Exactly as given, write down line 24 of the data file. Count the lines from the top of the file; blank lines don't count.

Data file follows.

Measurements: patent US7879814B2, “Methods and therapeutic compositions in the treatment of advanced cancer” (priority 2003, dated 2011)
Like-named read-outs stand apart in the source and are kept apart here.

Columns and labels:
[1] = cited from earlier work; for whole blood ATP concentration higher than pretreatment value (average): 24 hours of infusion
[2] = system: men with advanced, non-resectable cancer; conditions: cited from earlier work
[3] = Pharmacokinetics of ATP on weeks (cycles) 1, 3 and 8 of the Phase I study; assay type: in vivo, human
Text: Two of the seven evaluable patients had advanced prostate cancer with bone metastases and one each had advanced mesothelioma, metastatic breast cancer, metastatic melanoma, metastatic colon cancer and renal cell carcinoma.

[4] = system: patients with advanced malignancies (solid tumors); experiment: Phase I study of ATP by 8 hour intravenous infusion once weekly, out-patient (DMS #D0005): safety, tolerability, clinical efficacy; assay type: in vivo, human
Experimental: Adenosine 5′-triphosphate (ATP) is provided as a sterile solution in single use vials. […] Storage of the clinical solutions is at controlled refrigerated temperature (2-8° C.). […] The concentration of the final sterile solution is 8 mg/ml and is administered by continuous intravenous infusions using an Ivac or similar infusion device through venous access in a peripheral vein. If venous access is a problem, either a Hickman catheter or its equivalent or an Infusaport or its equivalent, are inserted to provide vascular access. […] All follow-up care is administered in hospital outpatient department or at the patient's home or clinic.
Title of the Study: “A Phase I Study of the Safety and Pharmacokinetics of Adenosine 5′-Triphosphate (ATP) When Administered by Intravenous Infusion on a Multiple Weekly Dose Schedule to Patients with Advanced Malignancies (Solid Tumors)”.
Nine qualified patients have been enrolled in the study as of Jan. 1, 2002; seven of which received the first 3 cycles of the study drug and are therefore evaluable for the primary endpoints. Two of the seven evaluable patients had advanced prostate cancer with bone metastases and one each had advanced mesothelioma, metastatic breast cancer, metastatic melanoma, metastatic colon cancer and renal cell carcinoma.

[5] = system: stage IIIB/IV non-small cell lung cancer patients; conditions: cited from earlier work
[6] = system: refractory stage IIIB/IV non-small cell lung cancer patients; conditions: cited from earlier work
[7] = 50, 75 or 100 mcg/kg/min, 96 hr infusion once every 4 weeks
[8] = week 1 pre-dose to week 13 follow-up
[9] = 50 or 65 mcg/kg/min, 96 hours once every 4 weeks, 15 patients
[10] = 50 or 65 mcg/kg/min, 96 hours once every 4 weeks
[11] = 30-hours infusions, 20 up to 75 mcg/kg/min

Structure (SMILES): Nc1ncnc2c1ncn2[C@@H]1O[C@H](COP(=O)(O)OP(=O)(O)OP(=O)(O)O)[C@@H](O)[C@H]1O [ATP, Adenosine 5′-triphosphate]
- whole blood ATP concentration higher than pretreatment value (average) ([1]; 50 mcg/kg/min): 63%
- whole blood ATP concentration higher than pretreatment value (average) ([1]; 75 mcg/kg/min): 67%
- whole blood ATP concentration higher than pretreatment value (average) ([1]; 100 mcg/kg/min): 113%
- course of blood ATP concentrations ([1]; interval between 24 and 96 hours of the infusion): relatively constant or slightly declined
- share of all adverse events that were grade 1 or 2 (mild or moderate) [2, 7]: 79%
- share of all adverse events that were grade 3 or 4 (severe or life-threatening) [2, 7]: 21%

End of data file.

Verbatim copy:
- share of all adverse events that were grade 1 or 2 (mild or moderate) [2, 7]: 79%